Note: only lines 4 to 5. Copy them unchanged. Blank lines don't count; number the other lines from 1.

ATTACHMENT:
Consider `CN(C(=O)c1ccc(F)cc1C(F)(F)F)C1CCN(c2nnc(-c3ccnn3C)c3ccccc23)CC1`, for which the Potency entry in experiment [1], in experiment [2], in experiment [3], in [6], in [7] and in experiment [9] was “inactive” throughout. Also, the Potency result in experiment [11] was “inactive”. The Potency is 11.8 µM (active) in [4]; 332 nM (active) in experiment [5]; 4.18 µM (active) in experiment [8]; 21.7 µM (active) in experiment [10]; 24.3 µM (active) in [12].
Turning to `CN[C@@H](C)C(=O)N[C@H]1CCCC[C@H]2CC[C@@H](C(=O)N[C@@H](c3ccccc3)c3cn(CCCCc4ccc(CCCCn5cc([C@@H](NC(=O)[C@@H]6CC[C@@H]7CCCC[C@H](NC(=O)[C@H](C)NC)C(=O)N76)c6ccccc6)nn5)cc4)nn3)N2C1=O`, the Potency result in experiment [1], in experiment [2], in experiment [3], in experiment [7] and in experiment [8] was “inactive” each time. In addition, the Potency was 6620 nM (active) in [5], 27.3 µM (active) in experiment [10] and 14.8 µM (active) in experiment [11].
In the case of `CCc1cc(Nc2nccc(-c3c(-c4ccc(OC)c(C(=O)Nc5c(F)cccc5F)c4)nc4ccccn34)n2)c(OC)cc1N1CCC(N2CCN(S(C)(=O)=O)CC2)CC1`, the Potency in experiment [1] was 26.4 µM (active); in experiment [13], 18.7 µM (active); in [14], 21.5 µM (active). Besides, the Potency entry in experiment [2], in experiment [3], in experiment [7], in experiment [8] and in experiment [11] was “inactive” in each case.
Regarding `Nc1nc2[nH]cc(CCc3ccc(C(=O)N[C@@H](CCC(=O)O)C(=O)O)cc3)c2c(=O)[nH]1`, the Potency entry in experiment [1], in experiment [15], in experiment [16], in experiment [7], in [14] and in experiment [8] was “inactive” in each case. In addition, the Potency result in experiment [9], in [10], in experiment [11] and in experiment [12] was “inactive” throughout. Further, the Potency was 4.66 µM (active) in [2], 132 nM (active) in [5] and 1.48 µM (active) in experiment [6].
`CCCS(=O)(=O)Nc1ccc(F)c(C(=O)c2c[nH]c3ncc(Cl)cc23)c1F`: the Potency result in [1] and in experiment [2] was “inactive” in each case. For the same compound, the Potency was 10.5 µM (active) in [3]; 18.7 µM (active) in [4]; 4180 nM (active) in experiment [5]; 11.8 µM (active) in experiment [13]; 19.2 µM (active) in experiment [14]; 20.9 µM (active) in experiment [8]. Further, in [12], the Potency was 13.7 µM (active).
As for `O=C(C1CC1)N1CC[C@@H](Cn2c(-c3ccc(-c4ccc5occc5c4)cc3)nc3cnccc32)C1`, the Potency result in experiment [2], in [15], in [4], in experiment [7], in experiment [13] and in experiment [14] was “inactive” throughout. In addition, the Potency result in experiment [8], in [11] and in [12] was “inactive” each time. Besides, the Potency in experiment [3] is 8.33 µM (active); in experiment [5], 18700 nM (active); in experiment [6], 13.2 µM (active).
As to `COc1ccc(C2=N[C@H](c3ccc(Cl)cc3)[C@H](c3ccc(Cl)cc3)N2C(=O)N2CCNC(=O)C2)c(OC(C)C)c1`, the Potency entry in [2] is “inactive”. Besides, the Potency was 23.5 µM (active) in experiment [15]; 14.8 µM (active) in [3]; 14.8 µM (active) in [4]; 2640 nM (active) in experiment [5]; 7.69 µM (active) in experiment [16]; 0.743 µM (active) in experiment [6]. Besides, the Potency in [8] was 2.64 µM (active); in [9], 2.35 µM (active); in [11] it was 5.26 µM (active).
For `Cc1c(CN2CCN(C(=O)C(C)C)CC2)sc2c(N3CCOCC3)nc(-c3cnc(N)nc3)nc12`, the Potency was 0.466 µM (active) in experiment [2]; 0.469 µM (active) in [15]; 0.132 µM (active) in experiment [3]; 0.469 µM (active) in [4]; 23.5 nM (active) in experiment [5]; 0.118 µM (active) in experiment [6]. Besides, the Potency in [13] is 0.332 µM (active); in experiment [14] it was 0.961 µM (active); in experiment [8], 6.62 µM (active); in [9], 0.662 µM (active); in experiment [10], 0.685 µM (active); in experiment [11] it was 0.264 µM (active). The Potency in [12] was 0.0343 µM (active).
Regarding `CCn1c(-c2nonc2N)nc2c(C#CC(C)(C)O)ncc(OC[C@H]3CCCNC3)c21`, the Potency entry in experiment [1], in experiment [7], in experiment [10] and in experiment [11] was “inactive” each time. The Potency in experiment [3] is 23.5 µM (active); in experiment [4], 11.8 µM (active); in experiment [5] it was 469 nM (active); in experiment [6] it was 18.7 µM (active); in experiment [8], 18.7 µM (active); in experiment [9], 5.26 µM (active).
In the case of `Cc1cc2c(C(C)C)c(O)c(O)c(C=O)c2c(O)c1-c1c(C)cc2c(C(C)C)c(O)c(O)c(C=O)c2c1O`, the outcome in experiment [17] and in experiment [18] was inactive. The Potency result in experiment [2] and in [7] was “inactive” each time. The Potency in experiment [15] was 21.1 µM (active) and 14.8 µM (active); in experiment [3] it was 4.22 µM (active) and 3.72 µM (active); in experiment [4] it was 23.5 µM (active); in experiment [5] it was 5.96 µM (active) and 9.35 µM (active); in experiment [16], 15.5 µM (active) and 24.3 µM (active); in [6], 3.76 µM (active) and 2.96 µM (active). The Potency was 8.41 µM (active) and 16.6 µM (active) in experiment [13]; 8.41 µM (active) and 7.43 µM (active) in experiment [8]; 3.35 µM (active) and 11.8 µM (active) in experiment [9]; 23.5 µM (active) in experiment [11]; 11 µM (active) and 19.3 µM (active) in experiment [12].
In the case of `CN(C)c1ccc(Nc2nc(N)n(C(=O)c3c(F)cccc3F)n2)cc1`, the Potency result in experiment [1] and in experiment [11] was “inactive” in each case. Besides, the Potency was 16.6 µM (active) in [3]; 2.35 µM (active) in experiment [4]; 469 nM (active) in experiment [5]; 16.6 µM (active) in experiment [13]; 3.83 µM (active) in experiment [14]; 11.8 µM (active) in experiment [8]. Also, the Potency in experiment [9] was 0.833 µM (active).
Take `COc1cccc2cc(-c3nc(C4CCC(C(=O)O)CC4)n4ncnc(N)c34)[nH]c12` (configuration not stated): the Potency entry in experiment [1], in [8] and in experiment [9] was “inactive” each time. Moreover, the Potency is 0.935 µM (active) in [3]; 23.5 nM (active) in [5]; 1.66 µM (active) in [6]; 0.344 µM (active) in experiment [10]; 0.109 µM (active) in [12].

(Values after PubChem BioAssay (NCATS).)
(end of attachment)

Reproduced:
Regarding `Nc1nc2[nH]cc(CCc3ccc(C(=O)N[C@@H](CCC(=O)O)C(=O)O)cc3)c2c(=O)[nH]1`, the Potency entry in experiment [1], in experiment [15], in experiment [16], in experiment [7], in [14] and in experiment [8] was “inactive” in each case. In addition, the Potency result in experiment [9], in [10], in experiment [11] and in experiment [12] was “inactive” throughout. Further, the Potency was 4.66 µM (active) in [2], 132 nM (active) in [5] and 1.48 µM (active) in experiment [6].
`CCCS(=O)(=O)Nc1ccc(F)c(C(=O)c2c[nH]c3ncc(Cl)cc23)c1F`: the Potency result in [1] and in experiment [2] was “inactive” in each case. For the same compound, the Potency was 10.5 µM (active) in [3]; 18.7 µM (active) in [4]; 4180 nM (active) in experiment [5]; 11.8 µM (active) in experiment [13]; 19.2 µM (active) in experiment [14]; 20.9 µM (active) in experiment [8]. Further, in [12], the Potency was 13.7 µM (active).